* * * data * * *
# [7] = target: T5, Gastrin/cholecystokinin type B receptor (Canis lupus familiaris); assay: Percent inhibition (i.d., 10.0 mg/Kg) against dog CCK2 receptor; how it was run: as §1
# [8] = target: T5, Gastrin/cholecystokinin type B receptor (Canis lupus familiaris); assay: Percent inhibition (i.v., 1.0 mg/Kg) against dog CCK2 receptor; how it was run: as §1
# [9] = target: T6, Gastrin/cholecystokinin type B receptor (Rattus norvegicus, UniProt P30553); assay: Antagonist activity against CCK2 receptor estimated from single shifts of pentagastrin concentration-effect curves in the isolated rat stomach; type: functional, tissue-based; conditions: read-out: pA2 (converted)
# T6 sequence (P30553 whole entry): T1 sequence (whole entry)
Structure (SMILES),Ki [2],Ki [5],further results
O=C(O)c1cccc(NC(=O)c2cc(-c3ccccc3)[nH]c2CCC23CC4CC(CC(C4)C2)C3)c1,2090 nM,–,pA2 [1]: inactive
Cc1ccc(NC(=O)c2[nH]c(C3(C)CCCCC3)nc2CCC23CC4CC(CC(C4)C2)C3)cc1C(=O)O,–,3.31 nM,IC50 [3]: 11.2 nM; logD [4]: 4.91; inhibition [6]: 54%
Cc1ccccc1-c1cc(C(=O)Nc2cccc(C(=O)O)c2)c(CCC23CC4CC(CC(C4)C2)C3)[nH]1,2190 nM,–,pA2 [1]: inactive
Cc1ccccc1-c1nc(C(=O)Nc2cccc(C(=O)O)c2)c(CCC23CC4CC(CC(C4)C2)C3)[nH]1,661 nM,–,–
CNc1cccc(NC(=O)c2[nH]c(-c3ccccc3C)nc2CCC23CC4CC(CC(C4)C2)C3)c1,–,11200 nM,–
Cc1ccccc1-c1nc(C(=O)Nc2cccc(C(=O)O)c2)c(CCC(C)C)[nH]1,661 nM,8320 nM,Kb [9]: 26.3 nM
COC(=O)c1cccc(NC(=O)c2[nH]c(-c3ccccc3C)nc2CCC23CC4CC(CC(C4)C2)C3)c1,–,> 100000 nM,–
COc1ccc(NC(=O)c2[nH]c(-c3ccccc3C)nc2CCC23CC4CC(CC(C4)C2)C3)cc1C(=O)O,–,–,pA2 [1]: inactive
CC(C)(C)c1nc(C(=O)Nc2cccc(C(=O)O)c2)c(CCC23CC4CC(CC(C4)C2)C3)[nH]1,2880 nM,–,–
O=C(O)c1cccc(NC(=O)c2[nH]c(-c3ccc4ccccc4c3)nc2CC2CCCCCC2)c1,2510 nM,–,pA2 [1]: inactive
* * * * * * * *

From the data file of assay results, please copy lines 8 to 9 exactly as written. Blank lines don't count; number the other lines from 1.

Cc1ccccc1-c1cc(C(=O)Nc2cccc(C(=O)O)c2)c(CCC23CC4CC(CC(C4)C2)C3)[nH]1,2190 nM,–,pA2 [1]: inactive
Cc1ccccc1-c1nc(C(=O)Nc2cccc(C(=O)O)c2)c(CCC23CC4CC(CC(C4)C2)C3)[nH]1,661 nM,–,–